He ends up taking a couple of other things as well, and I get a Nykthos for my trouble.

This story has two takeaways.

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First of all, don’t ever underestimate how the small cards can add up if you’re trading with someone who likes to put every price in. Frankly, I would have just added the Shivan to a trade and called it worthless. That thirty cents; it’s value I never ever ever would have expected. No one is actually buying Shivan Dragons from M14. 30 cents is less than the stamp it takes to mail it. It’s bulk – but I’m getting more than bulk rates in trade.

Second, you want to take every chance you can to turn ten dimes into a dollar. Whenever you can turn ten one-dollar cards into one ten-dollar card, do it. The reason you want to do this is because you’re rarely going to meet people who want all ten of those cards and who will give you retail value for them. Thespian's Stage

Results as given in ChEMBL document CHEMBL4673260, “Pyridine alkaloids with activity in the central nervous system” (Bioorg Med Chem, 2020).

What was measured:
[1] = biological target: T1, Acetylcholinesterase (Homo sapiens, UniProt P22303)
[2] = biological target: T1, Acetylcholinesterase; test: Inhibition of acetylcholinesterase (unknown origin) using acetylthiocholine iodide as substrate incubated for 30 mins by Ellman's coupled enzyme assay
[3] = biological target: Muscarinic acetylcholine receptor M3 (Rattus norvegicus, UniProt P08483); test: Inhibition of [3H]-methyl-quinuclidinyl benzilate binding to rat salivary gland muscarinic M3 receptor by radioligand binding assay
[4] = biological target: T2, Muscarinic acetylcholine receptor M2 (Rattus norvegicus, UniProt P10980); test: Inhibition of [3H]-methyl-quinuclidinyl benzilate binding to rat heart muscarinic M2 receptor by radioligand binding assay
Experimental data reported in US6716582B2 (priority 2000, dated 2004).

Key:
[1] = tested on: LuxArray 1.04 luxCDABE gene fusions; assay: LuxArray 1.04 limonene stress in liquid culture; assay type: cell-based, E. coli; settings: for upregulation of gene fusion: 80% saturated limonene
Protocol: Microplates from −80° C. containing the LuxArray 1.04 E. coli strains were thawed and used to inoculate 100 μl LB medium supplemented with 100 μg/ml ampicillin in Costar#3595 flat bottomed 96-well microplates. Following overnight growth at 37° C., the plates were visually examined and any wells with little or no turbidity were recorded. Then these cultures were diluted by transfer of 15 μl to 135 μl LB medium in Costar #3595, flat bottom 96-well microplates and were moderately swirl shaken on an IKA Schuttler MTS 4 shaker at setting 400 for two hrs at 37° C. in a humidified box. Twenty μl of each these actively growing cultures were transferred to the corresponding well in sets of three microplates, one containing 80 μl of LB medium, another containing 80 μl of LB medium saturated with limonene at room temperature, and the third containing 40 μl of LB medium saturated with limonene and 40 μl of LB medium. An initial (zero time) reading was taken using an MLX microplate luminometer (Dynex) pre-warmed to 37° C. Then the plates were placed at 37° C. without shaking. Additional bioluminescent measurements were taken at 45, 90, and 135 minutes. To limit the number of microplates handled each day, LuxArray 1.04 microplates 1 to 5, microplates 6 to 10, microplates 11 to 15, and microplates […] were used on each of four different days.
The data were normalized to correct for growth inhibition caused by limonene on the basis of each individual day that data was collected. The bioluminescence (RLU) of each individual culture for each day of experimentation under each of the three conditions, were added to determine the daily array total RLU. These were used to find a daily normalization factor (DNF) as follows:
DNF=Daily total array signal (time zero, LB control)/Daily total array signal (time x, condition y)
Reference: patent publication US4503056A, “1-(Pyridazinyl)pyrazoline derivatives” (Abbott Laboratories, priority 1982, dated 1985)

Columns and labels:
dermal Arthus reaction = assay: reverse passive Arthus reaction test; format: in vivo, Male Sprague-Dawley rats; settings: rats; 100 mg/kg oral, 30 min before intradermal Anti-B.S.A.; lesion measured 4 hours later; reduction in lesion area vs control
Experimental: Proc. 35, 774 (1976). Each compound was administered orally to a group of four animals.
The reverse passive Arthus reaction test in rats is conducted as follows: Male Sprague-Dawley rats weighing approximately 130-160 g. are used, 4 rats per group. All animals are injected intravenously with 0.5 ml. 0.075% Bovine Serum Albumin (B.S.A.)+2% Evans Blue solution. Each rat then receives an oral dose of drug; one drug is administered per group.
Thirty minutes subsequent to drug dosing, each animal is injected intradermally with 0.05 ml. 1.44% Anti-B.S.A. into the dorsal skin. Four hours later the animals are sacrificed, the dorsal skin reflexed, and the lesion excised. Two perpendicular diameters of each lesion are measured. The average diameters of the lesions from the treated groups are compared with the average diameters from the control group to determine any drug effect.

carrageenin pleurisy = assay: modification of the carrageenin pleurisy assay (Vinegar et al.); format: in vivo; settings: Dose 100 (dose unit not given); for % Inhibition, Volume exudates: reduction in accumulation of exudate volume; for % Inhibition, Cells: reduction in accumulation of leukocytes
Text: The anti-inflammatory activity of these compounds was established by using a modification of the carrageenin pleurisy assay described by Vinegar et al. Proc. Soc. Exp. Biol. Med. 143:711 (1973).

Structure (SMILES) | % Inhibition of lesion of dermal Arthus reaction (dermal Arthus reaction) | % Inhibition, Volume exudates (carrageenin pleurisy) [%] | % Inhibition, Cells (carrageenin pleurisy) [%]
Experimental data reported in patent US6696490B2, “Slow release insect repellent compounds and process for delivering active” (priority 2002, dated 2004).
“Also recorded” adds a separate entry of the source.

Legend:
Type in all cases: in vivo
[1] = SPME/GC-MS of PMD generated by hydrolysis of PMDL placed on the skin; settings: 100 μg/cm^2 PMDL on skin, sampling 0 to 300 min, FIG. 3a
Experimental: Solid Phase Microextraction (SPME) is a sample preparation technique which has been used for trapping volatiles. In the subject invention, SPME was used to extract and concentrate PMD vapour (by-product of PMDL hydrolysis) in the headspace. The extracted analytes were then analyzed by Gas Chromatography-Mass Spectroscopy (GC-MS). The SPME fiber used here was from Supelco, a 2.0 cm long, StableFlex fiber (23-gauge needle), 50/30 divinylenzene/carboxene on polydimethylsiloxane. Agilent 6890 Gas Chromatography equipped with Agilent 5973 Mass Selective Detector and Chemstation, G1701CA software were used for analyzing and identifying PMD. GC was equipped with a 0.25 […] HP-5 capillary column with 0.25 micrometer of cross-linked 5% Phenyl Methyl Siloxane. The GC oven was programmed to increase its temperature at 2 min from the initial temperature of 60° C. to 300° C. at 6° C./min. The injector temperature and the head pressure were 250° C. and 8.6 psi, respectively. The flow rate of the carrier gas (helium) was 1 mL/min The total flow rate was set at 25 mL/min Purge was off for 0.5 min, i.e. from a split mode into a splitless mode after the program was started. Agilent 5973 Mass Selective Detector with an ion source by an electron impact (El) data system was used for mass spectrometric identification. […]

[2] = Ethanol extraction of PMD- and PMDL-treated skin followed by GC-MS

If you’re speculating on cards and don’t want to trade your specs away, I get that. I’ve got 23 Thespian’s Stage that I wouldn’t trade for five Temple Gardens. I’d think about it, but I’d probably decline.

But I would much rather have one Nykthos than a Shivan Dragon, a Scourge of Valkas, a Hellkite Tyrant, and some other dragons I can’t recall.

On a related note, I think Nykthos is a solid pickup right now around $10. We have had a taste of how good the devotion decks are now with only Theros available. How much better will those decks be with two more sets? We have a Block Constructed Pro Tour in May and I would guess we will see a lot of devotion there.